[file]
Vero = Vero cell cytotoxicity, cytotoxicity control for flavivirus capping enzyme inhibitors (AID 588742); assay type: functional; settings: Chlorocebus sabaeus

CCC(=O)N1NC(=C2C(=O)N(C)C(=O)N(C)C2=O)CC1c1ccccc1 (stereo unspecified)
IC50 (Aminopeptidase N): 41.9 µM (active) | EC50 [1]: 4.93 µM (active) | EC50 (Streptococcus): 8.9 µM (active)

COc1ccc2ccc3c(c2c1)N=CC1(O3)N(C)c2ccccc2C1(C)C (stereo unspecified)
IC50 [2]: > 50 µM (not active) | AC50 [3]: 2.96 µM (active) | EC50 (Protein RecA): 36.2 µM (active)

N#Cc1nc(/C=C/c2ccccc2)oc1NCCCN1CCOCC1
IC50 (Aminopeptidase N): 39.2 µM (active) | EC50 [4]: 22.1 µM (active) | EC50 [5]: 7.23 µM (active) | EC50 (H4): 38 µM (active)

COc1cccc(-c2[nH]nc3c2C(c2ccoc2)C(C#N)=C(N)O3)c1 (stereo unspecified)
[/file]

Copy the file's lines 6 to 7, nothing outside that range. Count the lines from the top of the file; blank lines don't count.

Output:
N#Cc1nc(/C=C/c2ccccc2)oc1NCCCN1CCOCC1
IC50 (Aminopeptidase N): 39.2 µM (active) | EC50 [4]: 22.1 µM (active) | EC50 [5]: 7.23 µM (active) | EC50 (H4): 38 µM (active)